As shown in FIGS. 8-10, in one embodiment, first perforated wall 210 may take the form of an elongated hexagonal body having slightly smaller diameter compared to duct body 204. Here, a space 212 (FIG. 9) is created between duct body 204 and first perforated wall 210 in which first acoustic absorbing material 220 is positioned. Similar arrangements may be formed for duct bodies having different cross-sectional shapes. As shown in FIG. 3, with regard to first perforated wall 110 of duct body 104, in on embodiment, it may be formed in configured in a similar fashion as shown in FIGS. 8-10, i.e., as an elongated square body having slightly smaller diameter compared to duct body 104. Other arrangements may also be possible as described elsewhere herein. Each first perforated wall 110, 210 may be made of the same materials as duct body 104, 204, i.e., a plastic. In any event, first perforated wall 110, 210 and may be made as a unitary piece, e.g., as an injected molded or extruded part, or in parts coupled together, e.g., by fasteners and/or welds. In an alternative embodiment, wall 110, 210 may be made of a metal, e.g., steel, stainless steel, aluminum, etc.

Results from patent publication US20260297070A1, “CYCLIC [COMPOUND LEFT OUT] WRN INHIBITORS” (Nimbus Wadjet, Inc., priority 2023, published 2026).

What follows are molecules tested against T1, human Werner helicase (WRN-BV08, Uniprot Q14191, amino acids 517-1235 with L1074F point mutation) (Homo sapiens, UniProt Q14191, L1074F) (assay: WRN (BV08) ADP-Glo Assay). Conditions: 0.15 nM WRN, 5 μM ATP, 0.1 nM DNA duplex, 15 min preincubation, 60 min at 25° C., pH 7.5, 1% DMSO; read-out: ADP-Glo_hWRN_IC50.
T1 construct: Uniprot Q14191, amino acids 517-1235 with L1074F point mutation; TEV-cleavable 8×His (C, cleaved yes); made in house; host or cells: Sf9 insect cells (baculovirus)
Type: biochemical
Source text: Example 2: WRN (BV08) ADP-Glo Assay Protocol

As shown in FIGS. 2, 5 and 6, in one embodiment, silencer duct 102 may include a first, axially curved portion 158 curving from an upstream end 160 to a downstream end 162 thereof such that all of a working fluid flow passing therethough impinges at least a portion of an interior surface thereof. That is, a working fluid, e.g., air, flowing therethrough has no clear line of sight from end 160 to 162 and is therefore incapable of taking a linear path through silencer duct 130. In this fashion, all of a working fluid is exposed to acoustic absorption of first and/or second acoustic absorbing material 120, 150. In the embodiments shown, first portion 158 has been illustrated as an elongated S-shape; other shapes such as sinusoidal (e.g., 2 silencer ducts 102 coupled together) for preventing a linear path are also possible and considered within the scope of the disclosure.
As shown in FIG. 6, in an optional embodiment, silencer duct 102 may also include a second, axially linear portion 164 extending from at least one of downstream end 162 of first, axially curved portion 148 and upstream end 160 of first, axially curved portion 158. As shown, each linear portion 164 may include the same structure as the rest of silencer duct 102 (i.e., duct body, first partition wall, first acoustic absorbing material, silencer element, etc.) Alternatively, linear portion(s) 164 may be simplified. For example, linear portions 164 may include just duct body 104 with no acoustic absorption, or just duct body 104 with first perforated wall 110 and first acoustic absorbing material 120 with silencer element 130 omitted, or one or more portions of silencer element 130 omitted.